My Lords, in the absence of my noble friend Lord Smith of Clifton and at his request, I beg leave to ask the Question standing in his name on the Order Paper.
The Question was as follows:
To ask Her Majesty’s Government what has been the cost to date to the Exchequer arising from Metronet going into administration in July 2007.
My Lords, the extent to which Metronet’s delivery had slipped behind its spending and therefore the scale of any long-term costs will become clear only when London Underground has been able to review Metronet’s detailed accounts if it takes control of the Metronet assets from administration.
My Lords, I thank the noble Lord for that reply, although it does not take us very far forward. What lessons have Her Majesty’s Government learnt from this spectacular failure? Do they intend to perpetuate public/private partnerships, particularly where maintenance on old assets is involved? Finally, what effect will this have on the Olympics?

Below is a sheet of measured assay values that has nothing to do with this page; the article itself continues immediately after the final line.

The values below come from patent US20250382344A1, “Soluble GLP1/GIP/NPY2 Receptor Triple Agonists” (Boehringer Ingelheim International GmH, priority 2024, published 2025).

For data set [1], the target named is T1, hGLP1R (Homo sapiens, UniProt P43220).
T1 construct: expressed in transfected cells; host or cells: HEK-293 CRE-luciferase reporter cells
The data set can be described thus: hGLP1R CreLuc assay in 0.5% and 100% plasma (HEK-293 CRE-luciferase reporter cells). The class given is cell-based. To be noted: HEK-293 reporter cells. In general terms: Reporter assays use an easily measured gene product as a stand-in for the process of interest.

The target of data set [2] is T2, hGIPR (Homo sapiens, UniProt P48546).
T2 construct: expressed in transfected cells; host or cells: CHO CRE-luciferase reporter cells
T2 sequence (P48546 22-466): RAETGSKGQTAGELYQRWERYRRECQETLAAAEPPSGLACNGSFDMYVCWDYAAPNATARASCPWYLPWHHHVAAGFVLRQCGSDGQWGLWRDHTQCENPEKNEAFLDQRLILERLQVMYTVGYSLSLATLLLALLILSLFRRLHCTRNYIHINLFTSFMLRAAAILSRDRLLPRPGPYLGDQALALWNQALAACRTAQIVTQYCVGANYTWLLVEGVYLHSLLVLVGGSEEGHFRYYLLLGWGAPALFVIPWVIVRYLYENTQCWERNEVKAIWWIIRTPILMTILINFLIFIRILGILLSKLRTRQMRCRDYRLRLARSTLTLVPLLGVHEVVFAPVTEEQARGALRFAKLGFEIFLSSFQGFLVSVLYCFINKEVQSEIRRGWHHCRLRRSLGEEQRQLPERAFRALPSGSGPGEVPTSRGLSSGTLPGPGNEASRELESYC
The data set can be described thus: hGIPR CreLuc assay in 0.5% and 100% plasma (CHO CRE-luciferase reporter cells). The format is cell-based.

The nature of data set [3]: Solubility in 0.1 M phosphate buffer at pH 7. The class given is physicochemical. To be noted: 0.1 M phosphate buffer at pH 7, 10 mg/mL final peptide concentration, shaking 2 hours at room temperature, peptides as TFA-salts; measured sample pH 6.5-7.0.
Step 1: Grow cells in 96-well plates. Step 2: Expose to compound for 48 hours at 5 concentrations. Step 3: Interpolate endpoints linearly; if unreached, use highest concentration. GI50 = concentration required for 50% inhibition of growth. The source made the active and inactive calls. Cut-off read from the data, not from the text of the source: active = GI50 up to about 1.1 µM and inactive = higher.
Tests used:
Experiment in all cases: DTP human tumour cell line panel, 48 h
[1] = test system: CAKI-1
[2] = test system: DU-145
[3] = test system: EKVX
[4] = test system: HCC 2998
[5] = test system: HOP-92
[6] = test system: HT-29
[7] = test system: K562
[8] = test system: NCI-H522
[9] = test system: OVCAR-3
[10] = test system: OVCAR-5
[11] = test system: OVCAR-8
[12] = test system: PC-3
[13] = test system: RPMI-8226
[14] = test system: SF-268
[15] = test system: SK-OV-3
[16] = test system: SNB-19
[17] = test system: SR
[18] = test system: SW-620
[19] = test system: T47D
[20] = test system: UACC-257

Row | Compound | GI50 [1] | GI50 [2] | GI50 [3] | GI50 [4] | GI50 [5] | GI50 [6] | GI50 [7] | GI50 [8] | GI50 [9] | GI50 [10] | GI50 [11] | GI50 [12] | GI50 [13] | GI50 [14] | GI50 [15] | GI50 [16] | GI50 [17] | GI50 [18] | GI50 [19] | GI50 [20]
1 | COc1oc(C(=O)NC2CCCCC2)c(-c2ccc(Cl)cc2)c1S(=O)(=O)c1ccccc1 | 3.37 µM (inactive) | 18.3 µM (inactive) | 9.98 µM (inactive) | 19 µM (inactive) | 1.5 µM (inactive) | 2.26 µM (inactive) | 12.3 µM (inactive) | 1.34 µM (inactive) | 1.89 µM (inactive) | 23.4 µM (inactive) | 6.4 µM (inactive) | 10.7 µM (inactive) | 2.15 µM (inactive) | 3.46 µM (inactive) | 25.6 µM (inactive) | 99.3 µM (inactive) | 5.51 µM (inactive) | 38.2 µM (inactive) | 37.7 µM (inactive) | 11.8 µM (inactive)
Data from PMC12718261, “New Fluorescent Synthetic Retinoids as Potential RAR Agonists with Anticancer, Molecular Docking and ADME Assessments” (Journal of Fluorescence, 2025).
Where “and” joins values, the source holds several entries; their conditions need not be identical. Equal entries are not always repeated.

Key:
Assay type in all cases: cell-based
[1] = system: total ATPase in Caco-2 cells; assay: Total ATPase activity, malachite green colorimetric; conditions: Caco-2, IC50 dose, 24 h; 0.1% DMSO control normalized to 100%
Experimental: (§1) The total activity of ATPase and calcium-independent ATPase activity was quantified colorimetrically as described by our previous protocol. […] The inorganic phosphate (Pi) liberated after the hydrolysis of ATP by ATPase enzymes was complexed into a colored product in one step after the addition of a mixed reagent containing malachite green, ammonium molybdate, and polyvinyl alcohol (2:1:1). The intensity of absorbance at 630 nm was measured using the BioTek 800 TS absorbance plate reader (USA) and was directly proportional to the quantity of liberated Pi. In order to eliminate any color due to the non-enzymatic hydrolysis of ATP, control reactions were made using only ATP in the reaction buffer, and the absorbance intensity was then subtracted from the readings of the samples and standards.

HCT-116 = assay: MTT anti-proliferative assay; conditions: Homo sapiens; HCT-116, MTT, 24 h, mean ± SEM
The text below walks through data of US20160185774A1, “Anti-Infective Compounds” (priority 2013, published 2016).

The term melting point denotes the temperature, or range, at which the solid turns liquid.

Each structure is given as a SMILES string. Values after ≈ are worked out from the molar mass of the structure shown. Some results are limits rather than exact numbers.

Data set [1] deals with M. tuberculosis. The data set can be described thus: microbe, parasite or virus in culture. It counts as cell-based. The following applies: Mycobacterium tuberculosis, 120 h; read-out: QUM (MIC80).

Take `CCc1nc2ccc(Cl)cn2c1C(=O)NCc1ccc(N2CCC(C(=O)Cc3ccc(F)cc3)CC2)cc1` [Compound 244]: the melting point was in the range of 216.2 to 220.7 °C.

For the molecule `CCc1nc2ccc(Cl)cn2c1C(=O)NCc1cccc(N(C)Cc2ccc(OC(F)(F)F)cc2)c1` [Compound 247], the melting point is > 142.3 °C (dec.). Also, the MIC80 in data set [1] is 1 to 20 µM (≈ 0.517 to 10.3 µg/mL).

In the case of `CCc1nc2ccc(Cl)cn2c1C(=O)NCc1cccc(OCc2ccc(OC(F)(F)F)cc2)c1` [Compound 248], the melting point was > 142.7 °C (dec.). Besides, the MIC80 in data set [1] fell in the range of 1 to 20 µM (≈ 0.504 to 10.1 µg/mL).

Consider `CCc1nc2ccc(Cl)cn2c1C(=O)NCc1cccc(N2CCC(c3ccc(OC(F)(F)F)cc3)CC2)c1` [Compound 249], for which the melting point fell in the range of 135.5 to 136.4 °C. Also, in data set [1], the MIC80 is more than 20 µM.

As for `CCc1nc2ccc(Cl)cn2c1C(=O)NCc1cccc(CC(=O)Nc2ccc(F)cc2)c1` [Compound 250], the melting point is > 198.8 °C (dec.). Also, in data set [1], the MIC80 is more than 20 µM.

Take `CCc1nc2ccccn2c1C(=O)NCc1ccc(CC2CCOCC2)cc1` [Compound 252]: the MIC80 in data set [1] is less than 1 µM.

My Lords, I will start with the last question first, if the noble Lord does not mind. I do not think that this will have any effect on the Olympics. Obviously, there will be lessons to learn, but Transport for London needs to be in a stronger position to look at the final accounts. I do not think that PPP was the failing in this; I think that it was much more to do with the structure of Metronet itself. PPP has, after all, delivered a very safe Tube system and has worked well in delivering on time and on contract. Tim O’Toole, London Underground’s MD, said last July that,
“this is more about Metronet structure than it is about the PPP”.